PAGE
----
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Spectrum: Autism Research News

Brain’s memory center flags autistic adults at risk for cognitive decline

by  /  17 November 2022
An older woman with gray hair sits on a couch and speaks with a clinician.
Cognitive test: A measure of water in the hippocampus tracks with declines in visual memory in autistic people.

Halfpoint Images / Getty Images

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A scan of the hippocampus, the brain’s memory center, may help identify autistic people who are particularly vulnerable to forgetting visual details as they get older, according to unpublished research presented yesterday at Neuroscience 2022 in San Diego, California.

The findings come from one of a pair of analyses presented at the conference from a long-term, comprehensive study of aging in autism.

“The goal of this venture we started out on about eight years ago now is to understand if aging affects autistic people similarly or differently” than neurotypical people, says study leader B. Blair Braden, director of the Autism and Brain Aging Laboratory at Arizona State University in Tempe.

Braden and her team have been scanning the brains of autistic people aged 40 and older and administering a battery of cognitive tests every two years. “We collect lots of data,” she says.

Relatively little research has looked into how autistic adults fare as they get older, a growing area of interest. Braden wants to find ways to use brain scan data to identify autistic people who have an increased risk of cognitive problems as they age.

In the poster Braden presented yesterday, she and her colleagues analyzed brain scans, collected at multiple time points, of 25 autistic people and 25 controls between the ages of 40 and 70. They paired this with data from a test in which the participants viewed a complex, abstract image and then drew it from memory immediately after seeing it and again 30 minutes later.

This test assesses visual memory, which is important for everyday tasks such as remembering where you parked your car or put down your keys, Braden says.

Long-term visual memory — as assessed by the 30-minute drawing — declined faster in adults with autism than in controls, the researchers found.

The hippocampus typically shrinks as memory declines with age. But hippocampus size didn’t track with the visual-memory changes Braden’s team measured. Instead, people with higher hippocampal free-water values — a measure that reflects the movement of water within a brain structure and is known to pick up early age-related changes in memory — at the beginning of the study were likely to experience greater declines in visual memory as the study went on.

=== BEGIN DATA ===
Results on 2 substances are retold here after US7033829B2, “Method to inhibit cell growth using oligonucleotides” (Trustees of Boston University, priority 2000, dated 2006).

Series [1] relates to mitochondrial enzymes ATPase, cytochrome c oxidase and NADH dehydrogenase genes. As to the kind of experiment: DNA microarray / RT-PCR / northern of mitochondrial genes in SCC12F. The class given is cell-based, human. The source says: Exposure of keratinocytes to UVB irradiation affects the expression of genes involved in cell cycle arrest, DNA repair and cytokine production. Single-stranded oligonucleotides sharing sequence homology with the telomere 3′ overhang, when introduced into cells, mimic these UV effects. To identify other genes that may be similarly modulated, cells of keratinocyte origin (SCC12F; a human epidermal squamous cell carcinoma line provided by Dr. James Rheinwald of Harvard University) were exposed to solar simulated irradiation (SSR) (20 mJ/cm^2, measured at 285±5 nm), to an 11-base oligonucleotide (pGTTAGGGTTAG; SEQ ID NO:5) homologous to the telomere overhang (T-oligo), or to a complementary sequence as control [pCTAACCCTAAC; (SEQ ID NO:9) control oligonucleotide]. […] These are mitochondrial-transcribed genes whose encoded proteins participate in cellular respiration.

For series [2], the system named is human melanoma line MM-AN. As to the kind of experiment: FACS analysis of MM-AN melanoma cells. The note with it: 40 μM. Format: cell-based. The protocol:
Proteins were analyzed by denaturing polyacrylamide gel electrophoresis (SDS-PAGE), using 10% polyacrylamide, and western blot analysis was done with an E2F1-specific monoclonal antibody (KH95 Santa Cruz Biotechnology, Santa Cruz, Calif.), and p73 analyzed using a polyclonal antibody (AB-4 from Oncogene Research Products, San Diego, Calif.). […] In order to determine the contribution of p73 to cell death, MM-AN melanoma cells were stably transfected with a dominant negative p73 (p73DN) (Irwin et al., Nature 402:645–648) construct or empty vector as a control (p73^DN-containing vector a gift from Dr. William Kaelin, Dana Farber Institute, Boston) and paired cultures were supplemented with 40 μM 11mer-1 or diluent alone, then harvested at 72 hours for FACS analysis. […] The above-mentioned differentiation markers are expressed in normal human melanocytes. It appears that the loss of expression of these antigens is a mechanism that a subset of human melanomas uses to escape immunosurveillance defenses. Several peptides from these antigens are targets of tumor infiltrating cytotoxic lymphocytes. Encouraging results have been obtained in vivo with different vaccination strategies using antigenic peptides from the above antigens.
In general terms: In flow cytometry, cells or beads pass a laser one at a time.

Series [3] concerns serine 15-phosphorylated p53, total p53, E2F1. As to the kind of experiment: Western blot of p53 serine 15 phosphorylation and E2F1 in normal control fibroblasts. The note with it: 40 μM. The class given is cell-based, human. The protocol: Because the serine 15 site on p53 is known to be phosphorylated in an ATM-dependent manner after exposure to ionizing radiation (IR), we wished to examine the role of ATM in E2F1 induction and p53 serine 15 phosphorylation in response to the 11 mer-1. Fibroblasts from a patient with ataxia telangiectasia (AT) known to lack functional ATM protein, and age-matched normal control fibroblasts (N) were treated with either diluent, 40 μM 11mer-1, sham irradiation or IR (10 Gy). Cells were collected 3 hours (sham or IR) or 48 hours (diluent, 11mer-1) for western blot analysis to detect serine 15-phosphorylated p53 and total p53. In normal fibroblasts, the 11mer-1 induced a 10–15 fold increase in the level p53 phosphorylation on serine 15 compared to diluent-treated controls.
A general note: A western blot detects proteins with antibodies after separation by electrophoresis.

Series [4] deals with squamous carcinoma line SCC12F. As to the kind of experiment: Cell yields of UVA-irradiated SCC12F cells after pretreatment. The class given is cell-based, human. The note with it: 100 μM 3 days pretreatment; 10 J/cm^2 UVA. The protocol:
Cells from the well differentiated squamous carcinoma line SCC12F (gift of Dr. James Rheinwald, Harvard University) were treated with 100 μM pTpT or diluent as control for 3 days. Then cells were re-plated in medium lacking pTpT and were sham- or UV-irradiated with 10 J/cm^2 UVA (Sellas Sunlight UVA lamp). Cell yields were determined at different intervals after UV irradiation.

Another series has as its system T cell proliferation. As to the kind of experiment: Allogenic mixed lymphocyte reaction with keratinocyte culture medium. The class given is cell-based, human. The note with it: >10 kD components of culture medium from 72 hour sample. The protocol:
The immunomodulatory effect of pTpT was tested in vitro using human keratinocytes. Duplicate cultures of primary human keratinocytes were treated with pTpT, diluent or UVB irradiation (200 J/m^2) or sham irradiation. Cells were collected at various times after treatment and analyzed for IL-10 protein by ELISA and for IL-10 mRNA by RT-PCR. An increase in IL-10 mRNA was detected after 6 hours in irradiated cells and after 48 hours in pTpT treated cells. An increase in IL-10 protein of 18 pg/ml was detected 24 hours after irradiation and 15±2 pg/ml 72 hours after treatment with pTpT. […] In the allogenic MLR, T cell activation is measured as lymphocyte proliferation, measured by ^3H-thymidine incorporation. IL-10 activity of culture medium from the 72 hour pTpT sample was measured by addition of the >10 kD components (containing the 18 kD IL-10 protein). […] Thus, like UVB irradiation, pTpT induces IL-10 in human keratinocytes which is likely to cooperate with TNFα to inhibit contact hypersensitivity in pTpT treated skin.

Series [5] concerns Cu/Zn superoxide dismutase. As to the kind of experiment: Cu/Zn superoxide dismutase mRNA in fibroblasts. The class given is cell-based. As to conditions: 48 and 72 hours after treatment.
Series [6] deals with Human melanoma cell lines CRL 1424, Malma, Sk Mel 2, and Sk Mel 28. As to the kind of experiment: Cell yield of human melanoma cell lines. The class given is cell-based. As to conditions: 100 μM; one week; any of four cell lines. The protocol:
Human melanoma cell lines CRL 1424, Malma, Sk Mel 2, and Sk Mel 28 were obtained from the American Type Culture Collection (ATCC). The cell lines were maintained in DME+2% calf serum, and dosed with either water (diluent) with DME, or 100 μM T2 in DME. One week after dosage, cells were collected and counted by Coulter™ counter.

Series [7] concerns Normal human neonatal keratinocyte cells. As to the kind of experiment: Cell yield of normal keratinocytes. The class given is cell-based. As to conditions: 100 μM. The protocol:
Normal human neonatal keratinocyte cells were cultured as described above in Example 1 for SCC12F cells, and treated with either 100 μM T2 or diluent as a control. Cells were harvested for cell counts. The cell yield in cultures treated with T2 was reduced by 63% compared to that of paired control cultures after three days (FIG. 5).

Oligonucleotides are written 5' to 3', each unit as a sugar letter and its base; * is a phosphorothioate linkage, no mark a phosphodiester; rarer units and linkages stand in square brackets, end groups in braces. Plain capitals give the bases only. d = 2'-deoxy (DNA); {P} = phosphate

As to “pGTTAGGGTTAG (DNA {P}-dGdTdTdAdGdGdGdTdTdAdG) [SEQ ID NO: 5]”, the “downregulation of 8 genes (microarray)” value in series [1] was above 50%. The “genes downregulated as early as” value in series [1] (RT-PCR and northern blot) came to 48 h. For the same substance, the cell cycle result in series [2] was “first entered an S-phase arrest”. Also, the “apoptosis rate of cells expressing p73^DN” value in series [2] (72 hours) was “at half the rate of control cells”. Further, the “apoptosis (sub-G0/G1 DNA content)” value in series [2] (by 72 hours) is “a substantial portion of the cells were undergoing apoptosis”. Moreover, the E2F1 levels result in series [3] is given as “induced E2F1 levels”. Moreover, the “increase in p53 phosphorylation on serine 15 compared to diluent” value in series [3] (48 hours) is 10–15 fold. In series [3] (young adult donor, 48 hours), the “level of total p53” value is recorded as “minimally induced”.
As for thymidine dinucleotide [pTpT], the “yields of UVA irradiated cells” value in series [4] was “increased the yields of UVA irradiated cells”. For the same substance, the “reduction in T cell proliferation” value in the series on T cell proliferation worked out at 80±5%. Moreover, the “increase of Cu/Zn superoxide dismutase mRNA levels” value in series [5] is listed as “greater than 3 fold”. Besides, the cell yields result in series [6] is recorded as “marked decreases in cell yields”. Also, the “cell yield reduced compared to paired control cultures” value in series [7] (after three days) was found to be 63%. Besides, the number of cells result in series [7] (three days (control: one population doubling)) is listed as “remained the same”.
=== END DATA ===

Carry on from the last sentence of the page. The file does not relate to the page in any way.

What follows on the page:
“It’s our first success in finding a brain biomarker that correlates with future memory decline,” Braden says. “We finally had enough data to get a picture of what was happening over time within the same people.”

In a second analysis, presented in a poster on Sunday, Braden’s team analyzed data from a test of verbal fluency — the ability to produce words — in 114 people with autism and 92 controls ranging in age from 18 to 71 years old.

During the test, the participants had one minute to say as many words as they could think of, either beginning with a particular letter or belonging to a particular category (for example, animals). People with autism produced fewer letter words during the first 30 seconds of the test and fewer category words overall, especially during the last 30 seconds, compared with controls.

There were no differences between autistic people and controls in patterns of age-related changes, however. The findings suggest that autistic people have “persistent challenges” with verbal fluency, Braden says, though not necessarily an accelerated decline in this skill as they age.

But other patterns are likely to emerge from the data, and the picture may change with time. How long will the study run? “I would like to do it my whole career,” Braden says.

Read more reports from Neuroscience 2022.

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